Government delivers critical infrastructureInfrastructure
- New hospital funding for Whangārei, Nelson and Hillmorton
- 280 more classrooms over 40 schools, and money for new kura
- $349 million for more rolling stock and rail network investment
- The completion of feasibility studies for a Northland dry dock and a new port in the Manukau Harbour
Increased infrastructure investment will continue to play a critical part in securing New Zealand’s recovery from COVID-19.
“For decades New Zealand’s infrastructure has been neglected. This has helped fuel the housing crisis, made it difficult to reduce emissions and negatively affected our productivity and overall wellbeing,” Grant Robertson said.
“We must address our current infrastructure deficits while also meeting future needs caused by population growth and climate change.
“When we took office we inherited a four year infrastructure plan of $32.5 billion. Since then we have made steady increases in order to plug the infrastructure deficit we see in schools and hospitals.
“Budget 2022 lifts our investment again to $61.9 billion of Crown spending on infrastructure from 2022 to 2026,” Grant Robertson said.
“We’re making the investments needed to modernise hospitals and Budget 2022 provides $1.3 billion for health capital for the next two years. This year’s health infrastructure budget delivers critical investment for rebuilds of hospitals in Whangārei, Nelson and Hillmorton,” Health Minister Andrew Little said.
Budget 2022 includes additional funding so that the first stage of the redevelopment Whangārei hospital can be completed. $572 million was committed in Budget 2021 and further funding has been reserved in this budget.
The redeveloped hospital is expected to provide an Acute Services Building, including an Emergency Department, Intensive Care Unit, Radiology and theatre suite, a new Children’s health unit and whanau house.
Budget 2022 includes initial funding for the redevelopment of Nelson Hospital allowing for design and enabling works.
Canterbury’s Hillmorton project is given the go ahead with $78.3 million provided in Budget 2022, adding to the $14 million already allocated from Budget 2021.
“The project is a new 80 bed adult acute inpatient mental health unit. The facility will deliver modern adult mental healthcare and increase safety for patients and staff,” Andrew Little said.
“The Government is committed to continuing the progress it has made in schooling infrastructure, and is putting another $777 million in capital investment. This includes $219 million in capital funding that will be provided directly to schools over the next nine years to spend on replacing furniture and equipment,” Education Minister Chris Hipkins said.
The school property portfolio funding in today’s Budget continues this pipeline and aims to fund a further 280 classrooms at over 40 schools. Funding is also provided for the purchase of land for eight new school sites.
“Budget 2022 invests a further $88 million in the Christchurch School Rebuild programme to continue the good work that has been done to restore and improve school property in the city.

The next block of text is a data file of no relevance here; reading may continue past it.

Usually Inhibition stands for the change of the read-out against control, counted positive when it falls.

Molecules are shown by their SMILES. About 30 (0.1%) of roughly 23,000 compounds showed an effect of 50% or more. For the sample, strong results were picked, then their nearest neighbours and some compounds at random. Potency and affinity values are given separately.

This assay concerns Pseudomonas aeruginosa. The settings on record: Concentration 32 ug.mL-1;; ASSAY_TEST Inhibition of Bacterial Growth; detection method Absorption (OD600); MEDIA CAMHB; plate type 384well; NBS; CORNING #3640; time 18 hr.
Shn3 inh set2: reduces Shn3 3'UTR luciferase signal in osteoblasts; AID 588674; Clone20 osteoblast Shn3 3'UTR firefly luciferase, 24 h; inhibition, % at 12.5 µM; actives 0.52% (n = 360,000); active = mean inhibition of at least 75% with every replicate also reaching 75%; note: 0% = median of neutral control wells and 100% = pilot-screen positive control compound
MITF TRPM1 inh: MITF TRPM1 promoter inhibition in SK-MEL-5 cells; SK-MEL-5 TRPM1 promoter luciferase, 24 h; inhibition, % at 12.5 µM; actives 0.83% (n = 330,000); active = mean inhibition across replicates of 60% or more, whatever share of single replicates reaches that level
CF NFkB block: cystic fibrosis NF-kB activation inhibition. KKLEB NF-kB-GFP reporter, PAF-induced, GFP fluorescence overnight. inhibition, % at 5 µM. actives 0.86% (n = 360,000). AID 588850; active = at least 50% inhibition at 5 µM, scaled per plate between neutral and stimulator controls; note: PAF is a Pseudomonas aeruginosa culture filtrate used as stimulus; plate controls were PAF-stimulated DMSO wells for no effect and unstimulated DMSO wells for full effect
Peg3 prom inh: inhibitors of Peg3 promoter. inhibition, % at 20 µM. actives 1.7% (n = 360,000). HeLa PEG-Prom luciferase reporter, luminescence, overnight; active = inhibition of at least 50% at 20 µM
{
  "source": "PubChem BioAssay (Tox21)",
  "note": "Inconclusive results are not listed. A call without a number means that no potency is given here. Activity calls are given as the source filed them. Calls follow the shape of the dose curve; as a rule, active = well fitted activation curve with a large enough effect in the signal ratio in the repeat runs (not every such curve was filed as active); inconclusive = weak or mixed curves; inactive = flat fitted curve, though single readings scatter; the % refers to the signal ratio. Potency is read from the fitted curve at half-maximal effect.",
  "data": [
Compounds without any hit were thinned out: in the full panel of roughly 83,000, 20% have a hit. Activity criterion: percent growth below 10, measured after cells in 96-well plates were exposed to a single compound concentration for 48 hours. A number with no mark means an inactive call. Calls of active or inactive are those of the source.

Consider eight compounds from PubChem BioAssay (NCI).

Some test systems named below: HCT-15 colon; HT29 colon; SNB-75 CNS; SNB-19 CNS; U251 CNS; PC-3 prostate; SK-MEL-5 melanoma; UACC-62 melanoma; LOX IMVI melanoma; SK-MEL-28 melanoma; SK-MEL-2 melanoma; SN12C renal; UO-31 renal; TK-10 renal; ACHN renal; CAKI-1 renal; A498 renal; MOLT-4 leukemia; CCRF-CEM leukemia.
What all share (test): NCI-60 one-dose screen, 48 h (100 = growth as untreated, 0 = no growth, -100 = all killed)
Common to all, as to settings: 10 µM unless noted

“It also includes $105 million in capital funding to ensure Māori-medium kura have good quality classrooms and to purchase new sites for kura. This takes the total funding allocated to Māori medium education property to $222 million since 2019. This Government is committed to growing and improving the property of the Māori medium education network.
“I’m really proud of the Government’s investment in school property. This Budget builds on the $2.8 billion we’ve invested in the school property portfolio since 2018, including $400 million across 2,054 schools in the School Investment Package and $209 million for 115 schools in the Christchurch Schools Rebuild programme.
“During this time, we have provided funding for 13 new school projects, 15 school expansions, 15 planning and design projects, and funded 1,130 classrooms,” Chris Hipkins said.
“We are continuing to support the restoration of the national rail network, to improve resilience and to support freight rail and metropolitan rail growth. A $349 million investment includes buying 29 new mainline locomotives and 140 wagons to help us move more freight by rail, reducing emissions and congestion,” Transport Minister Michael Wood said.
“Effective emergency responses are crucial to safeguarding people and property in our aviation system, that’s why we are investing in the design and construction of a purpose built facility for Whangārei Airport’s Rescue and Firefighting Service.
“The Southern Tiare is the sole vessel carrying export and import goods from the Chatham Islands to the mainland, visiting ports in Auckland, Napier and Christchurch. The vessel is nearing its end of life and I know the Chatham Islands community will be relieved that action is being taken to ensure they continue to have a reliable transport connection. Funding has been provided to find a way to ensure the service continues.
“We are also focused on the nation’s supply chain. Through COVID we saw how major international disruptions to supply chains can disrupt Kiwi businesses, limit the availability of key goods and increase the price of everyday goods and services. That’s why we’re exploring the feasibility of Manukau Harbour as a location for a future port, and of a potential dry-dock in Northland,” Michael Wood said.
Today’s announcement follows the CERF funding announcement which saw key transport initiatives take a front seat in New Zealand’s efforts to reduce emissions.
This investment builds on existing transport investments –
- National Land Transport Fund which contributes approximately $4.5 billion per year to national and local roading, public transport, safety, and walking and cycling
- New Zealand Upgrade Programme is a $8.7 billion 10-year programme of transport projects all over New Zealand.